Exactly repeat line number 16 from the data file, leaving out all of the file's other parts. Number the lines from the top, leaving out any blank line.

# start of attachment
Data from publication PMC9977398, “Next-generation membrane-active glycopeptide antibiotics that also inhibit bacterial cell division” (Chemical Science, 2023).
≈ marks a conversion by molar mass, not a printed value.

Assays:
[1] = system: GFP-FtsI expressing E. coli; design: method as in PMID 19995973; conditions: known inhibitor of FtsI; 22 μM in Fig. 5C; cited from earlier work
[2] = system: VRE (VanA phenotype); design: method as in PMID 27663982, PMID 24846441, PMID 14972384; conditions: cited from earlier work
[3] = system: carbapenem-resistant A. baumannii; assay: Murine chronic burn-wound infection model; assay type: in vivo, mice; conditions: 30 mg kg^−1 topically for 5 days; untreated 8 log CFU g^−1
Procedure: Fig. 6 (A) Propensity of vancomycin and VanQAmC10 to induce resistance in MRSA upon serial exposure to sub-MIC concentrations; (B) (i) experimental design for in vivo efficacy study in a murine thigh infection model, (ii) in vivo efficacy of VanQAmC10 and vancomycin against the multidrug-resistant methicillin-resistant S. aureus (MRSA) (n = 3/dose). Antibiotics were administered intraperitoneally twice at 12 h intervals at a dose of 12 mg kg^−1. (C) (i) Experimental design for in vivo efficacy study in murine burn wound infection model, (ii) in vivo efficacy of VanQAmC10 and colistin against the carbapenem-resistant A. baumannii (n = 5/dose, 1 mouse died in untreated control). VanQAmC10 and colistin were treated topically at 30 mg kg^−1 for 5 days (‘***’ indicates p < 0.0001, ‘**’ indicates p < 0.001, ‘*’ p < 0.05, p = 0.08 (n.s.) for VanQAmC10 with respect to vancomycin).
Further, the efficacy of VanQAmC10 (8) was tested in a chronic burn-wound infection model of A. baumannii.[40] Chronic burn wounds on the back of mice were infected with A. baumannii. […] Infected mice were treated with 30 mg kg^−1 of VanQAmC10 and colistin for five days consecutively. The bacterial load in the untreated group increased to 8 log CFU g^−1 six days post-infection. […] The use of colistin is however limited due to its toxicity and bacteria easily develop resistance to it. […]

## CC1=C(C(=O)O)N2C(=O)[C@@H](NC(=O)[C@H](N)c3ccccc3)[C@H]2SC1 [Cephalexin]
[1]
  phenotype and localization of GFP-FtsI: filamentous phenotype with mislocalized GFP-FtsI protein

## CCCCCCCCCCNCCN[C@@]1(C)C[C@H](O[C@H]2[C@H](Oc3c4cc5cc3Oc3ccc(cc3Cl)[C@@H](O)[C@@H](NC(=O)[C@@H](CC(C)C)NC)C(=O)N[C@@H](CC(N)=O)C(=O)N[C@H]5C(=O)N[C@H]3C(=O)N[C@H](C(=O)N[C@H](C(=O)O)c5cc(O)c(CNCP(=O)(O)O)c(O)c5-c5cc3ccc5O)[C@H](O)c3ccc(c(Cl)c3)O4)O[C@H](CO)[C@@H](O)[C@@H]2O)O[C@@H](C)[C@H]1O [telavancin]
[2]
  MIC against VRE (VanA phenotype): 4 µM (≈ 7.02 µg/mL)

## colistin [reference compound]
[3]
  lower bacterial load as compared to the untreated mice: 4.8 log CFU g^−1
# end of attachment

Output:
[3]